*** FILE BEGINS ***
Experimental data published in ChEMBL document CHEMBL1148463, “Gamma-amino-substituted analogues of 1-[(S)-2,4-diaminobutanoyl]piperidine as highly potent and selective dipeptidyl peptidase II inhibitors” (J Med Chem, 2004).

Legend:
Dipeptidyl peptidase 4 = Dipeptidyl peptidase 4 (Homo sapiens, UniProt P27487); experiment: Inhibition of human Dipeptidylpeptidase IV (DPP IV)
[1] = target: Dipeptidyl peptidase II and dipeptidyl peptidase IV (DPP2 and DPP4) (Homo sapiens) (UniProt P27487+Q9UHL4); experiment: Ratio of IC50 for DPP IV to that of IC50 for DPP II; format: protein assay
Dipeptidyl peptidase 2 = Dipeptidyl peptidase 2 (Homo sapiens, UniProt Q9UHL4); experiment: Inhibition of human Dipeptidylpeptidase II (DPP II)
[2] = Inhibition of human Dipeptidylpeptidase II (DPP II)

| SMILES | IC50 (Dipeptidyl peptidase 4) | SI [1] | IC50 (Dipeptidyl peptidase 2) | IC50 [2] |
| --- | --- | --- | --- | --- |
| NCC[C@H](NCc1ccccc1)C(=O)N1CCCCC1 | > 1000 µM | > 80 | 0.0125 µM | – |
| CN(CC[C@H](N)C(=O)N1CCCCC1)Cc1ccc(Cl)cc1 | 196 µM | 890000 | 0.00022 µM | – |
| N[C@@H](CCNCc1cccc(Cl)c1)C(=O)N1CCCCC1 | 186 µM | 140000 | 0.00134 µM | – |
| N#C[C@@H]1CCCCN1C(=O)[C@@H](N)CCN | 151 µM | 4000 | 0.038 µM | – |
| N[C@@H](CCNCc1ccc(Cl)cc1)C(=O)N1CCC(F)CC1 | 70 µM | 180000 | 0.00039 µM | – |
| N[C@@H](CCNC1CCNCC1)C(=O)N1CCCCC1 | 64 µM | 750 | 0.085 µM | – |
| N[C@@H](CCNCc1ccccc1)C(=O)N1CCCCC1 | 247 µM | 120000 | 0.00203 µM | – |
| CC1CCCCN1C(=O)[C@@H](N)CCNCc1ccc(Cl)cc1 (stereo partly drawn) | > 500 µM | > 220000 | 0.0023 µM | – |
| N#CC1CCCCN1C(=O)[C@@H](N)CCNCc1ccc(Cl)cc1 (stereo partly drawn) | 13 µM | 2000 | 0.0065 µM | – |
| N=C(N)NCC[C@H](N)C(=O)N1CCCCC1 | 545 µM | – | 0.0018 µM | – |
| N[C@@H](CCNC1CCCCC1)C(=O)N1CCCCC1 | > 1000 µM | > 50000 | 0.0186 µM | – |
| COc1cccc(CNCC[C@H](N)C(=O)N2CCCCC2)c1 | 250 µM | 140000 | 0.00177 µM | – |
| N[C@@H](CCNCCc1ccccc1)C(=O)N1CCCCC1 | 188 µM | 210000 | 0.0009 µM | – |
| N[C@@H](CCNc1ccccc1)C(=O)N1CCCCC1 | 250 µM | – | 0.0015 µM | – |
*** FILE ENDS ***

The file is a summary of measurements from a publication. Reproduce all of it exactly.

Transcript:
Experimental data published in ChEMBL document CHEMBL1148463, “Gamma-amino-substituted analogues of 1-[(S)-2,4-diaminobutanoyl]piperidine as highly potent and selective dipeptidyl peptidase II inhibitors” (J Med Chem, 2004).

Legend:
Dipeptidyl peptidase 4 = Dipeptidyl peptidase 4 (Homo sapiens, UniProt P27487); experiment: Inhibition of human Dipeptidylpeptidase IV (DPP IV)
[1] = target: Dipeptidyl peptidase II and dipeptidyl peptidase IV (DPP2 and DPP4) (Homo sapiens) (UniProt P27487+Q9UHL4); experiment: Ratio of IC50 for DPP IV to that of IC50 for DPP II; format: protein assay
Dipeptidyl peptidase 2 = Dipeptidyl peptidase 2 (Homo sapiens, UniProt Q9UHL4); experiment: Inhibition of human Dipeptidylpeptidase II (DPP II)
[2] = Inhibition of human Dipeptidylpeptidase II (DPP II)

| SMILES | IC50 (Dipeptidyl peptidase 4) | SI [1] | IC50 (Dipeptidyl peptidase 2) | IC50 [2] |
| --- | --- | --- | --- | --- |
| NCC[C@H](NCc1ccccc1)C(=O)N1CCCCC1 | > 1000 µM | > 80 | 0.0125 µM | – |
| CN(CC[C@H](N)C(=O)N1CCCCC1)Cc1ccc(Cl)cc1 | 196 µM | 890000 | 0.00022 µM | – |
| N[C@@H](CCNCc1cccc(Cl)c1)C(=O)N1CCCCC1 | 186 µM | 140000 | 0.00134 µM | – |
| N#C[C@@H]1CCCCN1C(=O)[C@@H](N)CCN | 151 µM | 4000 | 0.038 µM | – |
| N[C@@H](CCNCc1ccc(Cl)cc1)C(=O)N1CCC(F)CC1 | 70 µM | 180000 | 0.00039 µM | – |
| N[C@@H](CCNC1CCNCC1)C(=O)N1CCCCC1 | 64 µM | 750 | 0.085 µM | – |
| N[C@@H](CCNCc1ccccc1)C(=O)N1CCCCC1 | 247 µM | 120000 | 0.00203 µM | – |
| CC1CCCCN1C(=O)[C@@H](N)CCNCc1ccc(Cl)cc1 (stereo partly drawn) | > 500 µM | > 220000 | 0.0023 µM | – |
| N#CC1CCCCN1C(=O)[C@@H](N)CCNCc1ccc(Cl)cc1 (stereo partly drawn) | 13 µM | 2000 | 0.0065 µM | – |
| N=C(N)NCC[C@H](N)C(=O)N1CCCCC1 | 545 µM | – | 0.0018 µM | – |
| N[C@@H](CCNC1CCCCC1)C(=O)N1CCCCC1 | > 1000 µM | > 50000 | 0.0186 µM | – |
| COc1cccc(CNCC[C@H](N)C(=O)N2CCCCC2)c1 | 250 µM | 140000 | 0.00177 µM | – |
| N[C@@H](CCNCCc1ccccc1)C(=O)N1CCCCC1 | 188 µM | 210000 | 0.0009 µM | – |
| N[C@@H](CCNc1ccccc1)C(=O)N1CCCCC1 | 250 µM | – | 0.0015 µM | – |